11 jan

Location – Marina Lanzarote, Arrecife, Lanzarote, Canary Islands. No longer at anchor – boohoo. But alas being at anchor in a Force 5-6 whilst very doable, does make getting ashore a wet bouncy slightly nervey pain. If we don’t get the kids ashore we all go a bit coo coo. So, to the soulless convenience of the marina where our kids can run around and be scrubbed clean with ease.

Weather – windy. Unsettled. Frequent Force 5-6 and white caps just beyond the breakwater. Not typical for this time of year. Apparently, the Canaries is massive for surfing and wind surfing. Loads of surfdudes come here specifically for the Atlantic rollers. However the industry stops in January as there is usually just not enough wind then. Well this January defies all that. There is wind aplenty and too much of it. There has also been a lot of rain. The lava cliffs are starting to sprout! It is all very unusual. Many boats are stuck waiting for the trades to set in. To settle down. What we are seeing is a freak summer/winter of weather. So when it will all stop….? Who knows…wisdom says ‘soon’.

Status – waiting. Still. It is all becoming a bit repetitive. When oh when will the wind settle down? When will it be balmy? When will be on our way once more? I’m afraid through no fault of our own, this voyage has lost momentum. Stalled. We left 6 months ago and yet the last 3 have been spent in port. Upside; we are still our own bosses. Get up when we want, there is nowhere we have to be (except maybe the supermarket or the chandlery or the play park), we suit ourselves (our kids). But oh how I can’t wait to do all that in warmer climes. I want swimming, freckly noses, sticky sweet tropical fruit and lots of fresh fish. Please. Oh yes I know, there will be mozzies and heat and probably cranky children bladebla – it still looks good from here.

Destination – Grenada, Caribbean via the Capes Verdes. The desire to be in the Caribbean, is strong. I just want to get there. It is what we set out to do all those moons ago and I want to do it. We have to get there.

Plan of Action – remain calm and get south asap!! We leave for Fuerteventura in a few days time. There we will haul out to do some hull jobs and then wait for the weather window to open and stay open. We are provisioned at least. We are stuffed to the gunwhales with stocks. Hoorah! I can’t tell you anything interesting or cultural about our quarter in the Canaries unless it relates to supermarkets, marinas, anchoring, cheap wine, dinghy tie up points, play parks, wifi connections (not great), the weather and/or the incessant red dust that blows in from Morocco in an Easterly wind into your drying laundry – ideal. (All we have had are north easterlies. Dusty indeed).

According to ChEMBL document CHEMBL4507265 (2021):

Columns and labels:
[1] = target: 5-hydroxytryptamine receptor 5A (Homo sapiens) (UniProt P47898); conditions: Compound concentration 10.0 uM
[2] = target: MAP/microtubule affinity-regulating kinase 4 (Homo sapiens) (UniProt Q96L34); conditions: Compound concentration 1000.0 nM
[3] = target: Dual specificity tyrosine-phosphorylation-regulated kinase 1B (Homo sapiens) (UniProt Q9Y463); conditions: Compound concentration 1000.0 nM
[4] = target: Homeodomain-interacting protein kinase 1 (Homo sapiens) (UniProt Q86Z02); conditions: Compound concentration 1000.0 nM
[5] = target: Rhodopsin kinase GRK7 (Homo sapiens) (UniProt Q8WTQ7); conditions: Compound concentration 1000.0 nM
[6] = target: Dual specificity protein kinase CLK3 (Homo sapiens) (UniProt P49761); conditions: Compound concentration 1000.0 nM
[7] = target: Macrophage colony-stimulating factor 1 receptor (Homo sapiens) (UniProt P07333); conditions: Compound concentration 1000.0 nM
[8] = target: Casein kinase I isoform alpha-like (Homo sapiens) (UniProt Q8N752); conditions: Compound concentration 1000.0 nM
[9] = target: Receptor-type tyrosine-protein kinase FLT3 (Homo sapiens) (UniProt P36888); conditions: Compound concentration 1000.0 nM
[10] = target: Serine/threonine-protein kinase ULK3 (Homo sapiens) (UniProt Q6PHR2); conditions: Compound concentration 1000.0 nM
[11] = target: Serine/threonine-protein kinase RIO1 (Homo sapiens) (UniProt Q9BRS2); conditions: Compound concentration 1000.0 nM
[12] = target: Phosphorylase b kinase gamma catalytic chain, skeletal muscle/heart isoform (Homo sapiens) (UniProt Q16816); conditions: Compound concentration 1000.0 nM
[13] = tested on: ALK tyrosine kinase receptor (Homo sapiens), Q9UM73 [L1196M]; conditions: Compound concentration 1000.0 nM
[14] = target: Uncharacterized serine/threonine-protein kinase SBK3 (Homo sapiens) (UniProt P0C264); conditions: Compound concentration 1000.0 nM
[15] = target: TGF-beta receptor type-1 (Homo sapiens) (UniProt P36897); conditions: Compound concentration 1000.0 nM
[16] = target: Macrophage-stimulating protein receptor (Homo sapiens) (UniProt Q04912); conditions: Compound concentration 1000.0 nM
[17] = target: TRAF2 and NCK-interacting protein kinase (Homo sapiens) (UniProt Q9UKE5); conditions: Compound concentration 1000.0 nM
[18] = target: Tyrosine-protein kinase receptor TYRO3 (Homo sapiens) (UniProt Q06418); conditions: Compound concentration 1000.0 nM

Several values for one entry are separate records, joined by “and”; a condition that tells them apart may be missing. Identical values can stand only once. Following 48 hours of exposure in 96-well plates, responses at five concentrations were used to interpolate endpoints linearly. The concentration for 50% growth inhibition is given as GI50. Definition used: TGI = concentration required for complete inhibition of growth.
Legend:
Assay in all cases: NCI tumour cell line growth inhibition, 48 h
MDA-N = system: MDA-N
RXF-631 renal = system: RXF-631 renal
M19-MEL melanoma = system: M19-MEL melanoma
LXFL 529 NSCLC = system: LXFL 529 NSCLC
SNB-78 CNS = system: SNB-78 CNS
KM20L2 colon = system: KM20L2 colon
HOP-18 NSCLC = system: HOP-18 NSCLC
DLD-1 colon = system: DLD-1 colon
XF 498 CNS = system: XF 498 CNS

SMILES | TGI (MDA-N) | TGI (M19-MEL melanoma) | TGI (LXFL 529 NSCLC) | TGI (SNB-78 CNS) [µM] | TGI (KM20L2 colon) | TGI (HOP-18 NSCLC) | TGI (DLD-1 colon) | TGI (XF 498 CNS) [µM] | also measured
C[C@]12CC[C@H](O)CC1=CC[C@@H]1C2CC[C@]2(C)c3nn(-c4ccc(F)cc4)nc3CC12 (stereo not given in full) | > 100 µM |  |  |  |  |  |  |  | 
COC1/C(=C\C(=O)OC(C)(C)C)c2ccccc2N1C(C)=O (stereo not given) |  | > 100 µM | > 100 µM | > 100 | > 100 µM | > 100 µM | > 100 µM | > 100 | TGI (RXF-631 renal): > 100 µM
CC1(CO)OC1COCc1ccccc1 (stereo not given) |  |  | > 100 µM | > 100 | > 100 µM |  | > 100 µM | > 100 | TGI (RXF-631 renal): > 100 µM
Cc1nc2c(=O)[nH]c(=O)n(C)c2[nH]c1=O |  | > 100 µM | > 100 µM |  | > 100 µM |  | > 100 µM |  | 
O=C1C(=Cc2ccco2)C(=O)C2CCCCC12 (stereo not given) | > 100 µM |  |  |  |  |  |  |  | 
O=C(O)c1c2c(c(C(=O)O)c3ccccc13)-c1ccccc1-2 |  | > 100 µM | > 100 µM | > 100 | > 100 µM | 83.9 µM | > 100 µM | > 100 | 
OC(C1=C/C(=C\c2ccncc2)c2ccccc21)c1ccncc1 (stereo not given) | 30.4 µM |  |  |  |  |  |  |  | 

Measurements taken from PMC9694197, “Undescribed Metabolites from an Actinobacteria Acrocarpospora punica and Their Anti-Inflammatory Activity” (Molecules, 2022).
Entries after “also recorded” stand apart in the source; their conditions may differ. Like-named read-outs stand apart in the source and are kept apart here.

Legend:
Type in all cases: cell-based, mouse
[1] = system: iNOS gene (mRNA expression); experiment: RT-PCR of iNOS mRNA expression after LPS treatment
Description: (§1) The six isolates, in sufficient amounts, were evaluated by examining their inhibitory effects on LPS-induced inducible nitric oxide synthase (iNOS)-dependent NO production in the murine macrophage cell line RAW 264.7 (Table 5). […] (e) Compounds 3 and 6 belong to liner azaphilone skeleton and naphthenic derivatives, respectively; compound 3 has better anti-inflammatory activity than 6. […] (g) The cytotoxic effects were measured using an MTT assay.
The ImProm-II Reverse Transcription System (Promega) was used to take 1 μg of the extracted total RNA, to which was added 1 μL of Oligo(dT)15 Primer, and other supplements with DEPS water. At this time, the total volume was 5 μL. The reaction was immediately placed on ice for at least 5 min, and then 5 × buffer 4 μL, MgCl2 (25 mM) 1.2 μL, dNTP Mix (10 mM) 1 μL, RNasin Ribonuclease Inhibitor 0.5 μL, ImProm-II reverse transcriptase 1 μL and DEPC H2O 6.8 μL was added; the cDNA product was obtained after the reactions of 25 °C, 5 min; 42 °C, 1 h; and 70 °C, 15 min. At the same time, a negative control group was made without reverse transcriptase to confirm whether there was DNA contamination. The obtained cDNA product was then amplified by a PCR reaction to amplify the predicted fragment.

So here we sit and wait. With a boat full of supplies waiting to pounce. Glued to the weather. Doing chores. Cleaning things. We even made chutney yesterday! I am sewing patches on jeans and repairing ripped pillow cases (again I blame the wind for battering the hell out of them whilst they dry on the line. Threadbare!). As are many of the knees on Olive’s ‘warm clothes’. All her trousers have holey knees through much climbing and falling and some tough laundry conditions. Alfi is growing out all of her winter wear whilst neither of their summer frocks are so much as stained. Oh how this voyage has unfolded. We need to get south or to mothercare. It is honest to also admit that there has been some disquiet aboard. Ben is frequently quoting me Nelson; ‘men and boats rot in port’. How right you are my lord. On a hairier note, I am starting to like Ben’s beard. Ever since he chopped off the silly hams and ceased twirling his facial locks like a nervey insecure weirdo. All that gone. Thank goodness.